It’s time again for Shortcuts. For every question, I’ll give my advice in three sentences or less, because sometimes the answer to a person’s question is so obvious and the need to hear it so great, being as clear and frank as possible is simply the best way to go. Today we discuss house guest etiquette, gift-giving etiquette, and plain ol’ dating etiquette.
My mother-in-law just told my husband that she and my father-in-law are coming to town December 23 and staying until Christmas. Now, it’s a short visit, and since we’re having some other out-of-town guests that week, she doesn’t intend to stay with us, but it got me to thinking about when it’s appropriate/considerate to let someone know you’re coming to town. I feel like she kind of sprung this on us last minute; the holidays are usually so packed and planning can start months in advance. Shouldn’t you let people know you’re coming to town earlier than you might otherwise during the holidays? — The Inn is Full
Sure, but life happens and you can’t always plan things with as much advance notice as you might like or that etiquette would dictate. It’s the holidays and rather than hold a grudge or get resentful, why don’t you simply say to your in-laws: “What a happy surprise that you’ll be able to visit us this year. We’re excited to have you join us on some of the activities we already had planned.”
My boyfriend and I have been together for over two years and this year I volunteered to shop for his mother’s birthday present from both of us. I found a gorgeous designer handbag at a consignment store that I know is authentic and looks like it’s never been carried. It retails for about $300 and I bought it for a small fraction of that. If I bought this for my mom or any friend that knows me, I’d be over the moon at my good luck. Since this is his mom, who doesn’t know that I love second hand/consignment stores, I’m little concerned. I don’t want his mother to worry that we spent too much money (the purse was in our budget for gifts) and I’m trying to figure out a nice way to say “I bought it at a consignment store and didn’t pay near the retail price.” How can I reassure her that I didn’t spend too much and not sound tacky? Thanks! — Present Tense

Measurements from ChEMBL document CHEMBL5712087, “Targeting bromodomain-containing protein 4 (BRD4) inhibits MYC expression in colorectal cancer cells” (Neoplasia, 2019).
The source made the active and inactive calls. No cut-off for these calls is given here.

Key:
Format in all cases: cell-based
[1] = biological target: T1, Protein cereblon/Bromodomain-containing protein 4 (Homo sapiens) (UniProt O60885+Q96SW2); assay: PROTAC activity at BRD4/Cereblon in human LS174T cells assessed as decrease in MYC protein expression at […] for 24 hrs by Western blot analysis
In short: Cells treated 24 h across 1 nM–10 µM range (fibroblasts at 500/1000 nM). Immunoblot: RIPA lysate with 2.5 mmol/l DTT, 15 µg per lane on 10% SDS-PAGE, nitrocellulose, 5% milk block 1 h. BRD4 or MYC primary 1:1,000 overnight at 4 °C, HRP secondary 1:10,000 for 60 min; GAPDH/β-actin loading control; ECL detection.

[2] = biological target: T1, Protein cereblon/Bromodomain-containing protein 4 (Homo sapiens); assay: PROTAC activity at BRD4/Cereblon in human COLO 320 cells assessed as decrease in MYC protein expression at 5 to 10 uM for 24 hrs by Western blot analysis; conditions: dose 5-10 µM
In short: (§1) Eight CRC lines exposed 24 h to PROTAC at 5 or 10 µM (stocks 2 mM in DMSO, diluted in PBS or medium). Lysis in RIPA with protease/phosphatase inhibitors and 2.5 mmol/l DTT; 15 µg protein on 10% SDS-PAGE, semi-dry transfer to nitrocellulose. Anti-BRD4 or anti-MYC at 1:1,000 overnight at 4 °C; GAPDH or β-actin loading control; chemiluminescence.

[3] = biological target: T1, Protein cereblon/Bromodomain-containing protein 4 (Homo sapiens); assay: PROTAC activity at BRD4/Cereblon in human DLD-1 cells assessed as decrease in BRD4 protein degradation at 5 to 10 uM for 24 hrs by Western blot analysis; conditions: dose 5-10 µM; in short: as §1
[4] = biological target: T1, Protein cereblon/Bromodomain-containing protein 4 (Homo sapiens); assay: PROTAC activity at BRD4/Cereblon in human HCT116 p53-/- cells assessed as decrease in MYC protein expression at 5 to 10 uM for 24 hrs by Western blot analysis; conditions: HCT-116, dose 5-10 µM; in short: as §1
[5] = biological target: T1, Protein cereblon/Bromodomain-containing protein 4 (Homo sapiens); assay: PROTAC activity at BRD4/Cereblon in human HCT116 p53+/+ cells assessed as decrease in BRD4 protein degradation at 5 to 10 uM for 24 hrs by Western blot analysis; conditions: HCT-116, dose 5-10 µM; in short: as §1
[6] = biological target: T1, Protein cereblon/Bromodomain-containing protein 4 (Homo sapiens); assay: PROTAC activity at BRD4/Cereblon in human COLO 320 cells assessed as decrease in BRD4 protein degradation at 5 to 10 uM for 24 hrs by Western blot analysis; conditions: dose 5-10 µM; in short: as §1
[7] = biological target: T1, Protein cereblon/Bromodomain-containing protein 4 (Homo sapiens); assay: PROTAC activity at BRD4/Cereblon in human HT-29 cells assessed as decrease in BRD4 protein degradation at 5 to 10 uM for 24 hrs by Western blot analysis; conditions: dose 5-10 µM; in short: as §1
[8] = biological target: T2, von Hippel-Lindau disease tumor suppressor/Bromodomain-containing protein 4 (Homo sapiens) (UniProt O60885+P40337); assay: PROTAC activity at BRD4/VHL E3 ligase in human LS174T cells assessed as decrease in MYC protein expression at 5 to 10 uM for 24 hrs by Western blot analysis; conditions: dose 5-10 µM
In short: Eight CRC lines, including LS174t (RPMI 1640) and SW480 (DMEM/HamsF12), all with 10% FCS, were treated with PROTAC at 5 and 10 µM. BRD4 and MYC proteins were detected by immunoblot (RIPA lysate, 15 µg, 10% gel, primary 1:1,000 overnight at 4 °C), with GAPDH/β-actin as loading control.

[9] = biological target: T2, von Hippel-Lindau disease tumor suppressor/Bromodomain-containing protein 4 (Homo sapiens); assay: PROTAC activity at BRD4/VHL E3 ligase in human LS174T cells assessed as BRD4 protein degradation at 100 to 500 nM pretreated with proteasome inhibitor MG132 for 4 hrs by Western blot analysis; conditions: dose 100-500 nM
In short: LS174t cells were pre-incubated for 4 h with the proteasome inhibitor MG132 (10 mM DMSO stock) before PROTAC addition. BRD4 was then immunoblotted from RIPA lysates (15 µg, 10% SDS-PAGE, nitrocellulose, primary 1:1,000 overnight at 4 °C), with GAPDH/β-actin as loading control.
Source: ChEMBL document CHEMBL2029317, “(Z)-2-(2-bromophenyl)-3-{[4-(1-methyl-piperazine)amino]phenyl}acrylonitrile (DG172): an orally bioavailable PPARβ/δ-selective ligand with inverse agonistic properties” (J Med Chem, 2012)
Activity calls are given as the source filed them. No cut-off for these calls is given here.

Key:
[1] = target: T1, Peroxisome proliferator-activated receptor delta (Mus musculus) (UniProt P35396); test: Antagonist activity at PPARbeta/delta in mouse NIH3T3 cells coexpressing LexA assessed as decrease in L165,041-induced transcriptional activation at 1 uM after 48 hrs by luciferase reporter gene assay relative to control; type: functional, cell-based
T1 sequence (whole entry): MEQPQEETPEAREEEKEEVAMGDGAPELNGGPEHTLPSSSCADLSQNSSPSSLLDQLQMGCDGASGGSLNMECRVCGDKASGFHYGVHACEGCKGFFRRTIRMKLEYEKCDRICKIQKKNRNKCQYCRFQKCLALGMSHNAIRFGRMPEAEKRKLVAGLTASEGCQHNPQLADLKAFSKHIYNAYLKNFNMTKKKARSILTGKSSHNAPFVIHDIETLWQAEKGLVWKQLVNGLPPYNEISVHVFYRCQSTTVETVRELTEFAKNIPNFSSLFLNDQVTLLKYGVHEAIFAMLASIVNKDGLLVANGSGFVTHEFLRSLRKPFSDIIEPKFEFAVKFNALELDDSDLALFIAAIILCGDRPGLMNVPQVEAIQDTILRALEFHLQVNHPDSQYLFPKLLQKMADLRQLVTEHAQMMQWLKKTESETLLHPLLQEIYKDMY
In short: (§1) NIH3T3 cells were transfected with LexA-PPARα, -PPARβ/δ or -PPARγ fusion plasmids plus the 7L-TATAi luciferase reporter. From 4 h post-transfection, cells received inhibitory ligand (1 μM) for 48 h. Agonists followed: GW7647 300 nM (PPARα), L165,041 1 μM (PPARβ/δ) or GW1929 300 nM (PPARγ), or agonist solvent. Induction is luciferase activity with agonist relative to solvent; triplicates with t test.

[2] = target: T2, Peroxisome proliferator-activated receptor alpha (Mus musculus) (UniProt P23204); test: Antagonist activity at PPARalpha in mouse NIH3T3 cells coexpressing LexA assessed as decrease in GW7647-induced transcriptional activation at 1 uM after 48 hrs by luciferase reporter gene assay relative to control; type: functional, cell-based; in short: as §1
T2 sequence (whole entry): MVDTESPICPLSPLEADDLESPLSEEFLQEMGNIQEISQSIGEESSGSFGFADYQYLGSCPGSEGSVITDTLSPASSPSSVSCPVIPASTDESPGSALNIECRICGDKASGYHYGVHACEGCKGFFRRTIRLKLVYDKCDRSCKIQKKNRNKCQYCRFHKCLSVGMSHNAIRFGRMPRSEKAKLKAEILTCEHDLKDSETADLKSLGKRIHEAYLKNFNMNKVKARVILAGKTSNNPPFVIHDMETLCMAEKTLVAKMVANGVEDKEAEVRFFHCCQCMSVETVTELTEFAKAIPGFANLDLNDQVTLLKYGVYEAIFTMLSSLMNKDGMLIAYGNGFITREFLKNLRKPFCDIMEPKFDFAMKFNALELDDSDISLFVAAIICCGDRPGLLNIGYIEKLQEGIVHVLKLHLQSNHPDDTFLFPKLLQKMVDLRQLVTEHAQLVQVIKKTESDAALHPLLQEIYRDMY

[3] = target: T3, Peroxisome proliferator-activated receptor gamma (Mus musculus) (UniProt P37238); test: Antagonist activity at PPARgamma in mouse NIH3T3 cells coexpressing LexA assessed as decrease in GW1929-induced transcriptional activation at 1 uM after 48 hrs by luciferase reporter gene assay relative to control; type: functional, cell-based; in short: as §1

I would simply say, “I found such an amazing deal, I couldn’t pass it up!”
I got out of a two-plus year relationship this past May in which I clearly came second (or third or fourth) with the guy I was dating. We’re talking cheating on me, cancelled dates for working out with his bros, calling me fat and lazy (not the case, thank you), making me feel bad for not having sex with him after bruising my ribs in a car accident, etc. It started at the end of college and has now put me two years behind in the world of “grown up” dating. I have had a few fits and starts dating and a short friends with benefits thing, but all have fizzled out before anything serious happened.Because of my dating history, I have recently adopted the new mantra “be selfish.” I am an extremely busy graduate student with very important career and life goals so I feel like now is the only time in my life when I can truly put myself first. However, I have no idea how to broach this with a potential dude friend. Do I come straight out and tell him he won’t be as important to me as my dissertation or would I just date as per usual and not let him know that I have no plans being serious with anyone any time soon? — Selfish in the City
I wouldn’t be so adamant that you’re opposed to a serious relationship. What if you meet someone who changes your mind about that? How about: “I’m really busy right now and not looking for anything serious, but I’m always open to see where things lead me.”
*If you have a relationship/dating question I can help answer, send me your letters at email@example.com and be sure to follow me on Twitter.